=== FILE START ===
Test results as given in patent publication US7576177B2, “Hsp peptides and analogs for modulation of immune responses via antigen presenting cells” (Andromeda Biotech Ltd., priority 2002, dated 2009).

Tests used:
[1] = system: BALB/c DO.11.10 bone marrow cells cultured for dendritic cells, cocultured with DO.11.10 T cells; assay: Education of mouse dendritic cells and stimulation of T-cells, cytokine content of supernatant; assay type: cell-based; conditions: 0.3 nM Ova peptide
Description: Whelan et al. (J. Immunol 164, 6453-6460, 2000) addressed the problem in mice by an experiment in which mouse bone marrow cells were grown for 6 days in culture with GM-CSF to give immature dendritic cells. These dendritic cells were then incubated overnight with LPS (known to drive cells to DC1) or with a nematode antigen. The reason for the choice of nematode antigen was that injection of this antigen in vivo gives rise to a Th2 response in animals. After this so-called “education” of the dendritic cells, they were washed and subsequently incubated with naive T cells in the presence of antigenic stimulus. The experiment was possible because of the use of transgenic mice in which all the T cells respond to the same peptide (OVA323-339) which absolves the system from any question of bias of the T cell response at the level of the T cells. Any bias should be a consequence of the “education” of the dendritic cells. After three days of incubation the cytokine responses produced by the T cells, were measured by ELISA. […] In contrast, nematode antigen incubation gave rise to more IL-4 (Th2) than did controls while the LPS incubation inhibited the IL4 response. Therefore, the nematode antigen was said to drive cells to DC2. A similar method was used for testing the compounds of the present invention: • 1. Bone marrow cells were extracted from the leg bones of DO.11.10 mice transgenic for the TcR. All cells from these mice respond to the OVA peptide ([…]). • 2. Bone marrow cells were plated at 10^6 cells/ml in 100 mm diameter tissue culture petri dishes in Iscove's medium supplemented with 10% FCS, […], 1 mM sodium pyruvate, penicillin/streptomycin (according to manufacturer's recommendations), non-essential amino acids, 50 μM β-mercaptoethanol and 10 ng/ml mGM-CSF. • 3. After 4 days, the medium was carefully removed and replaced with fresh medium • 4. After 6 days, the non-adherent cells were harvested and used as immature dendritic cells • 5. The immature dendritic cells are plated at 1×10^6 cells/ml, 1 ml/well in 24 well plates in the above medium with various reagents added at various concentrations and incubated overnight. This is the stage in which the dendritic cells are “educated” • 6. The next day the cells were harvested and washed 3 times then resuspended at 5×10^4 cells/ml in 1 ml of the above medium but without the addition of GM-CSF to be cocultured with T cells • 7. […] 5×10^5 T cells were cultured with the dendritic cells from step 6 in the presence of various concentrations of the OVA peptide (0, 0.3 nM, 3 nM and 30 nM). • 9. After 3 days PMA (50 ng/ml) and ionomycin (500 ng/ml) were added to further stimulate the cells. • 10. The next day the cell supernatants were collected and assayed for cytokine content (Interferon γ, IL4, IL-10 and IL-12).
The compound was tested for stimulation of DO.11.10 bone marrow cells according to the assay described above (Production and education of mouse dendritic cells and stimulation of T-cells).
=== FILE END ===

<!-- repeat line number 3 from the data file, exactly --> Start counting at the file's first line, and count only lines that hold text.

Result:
[1] = system: BALB/c DO.11.10 bone marrow cells cultured for dendritic cells, cocultured with DO.11.10 T cells; assay: Education of mouse dendritic cells and stimulation of T-cells, cytokine content of supernatant; assay type: cell-based; conditions: 0.3 nM Ova peptide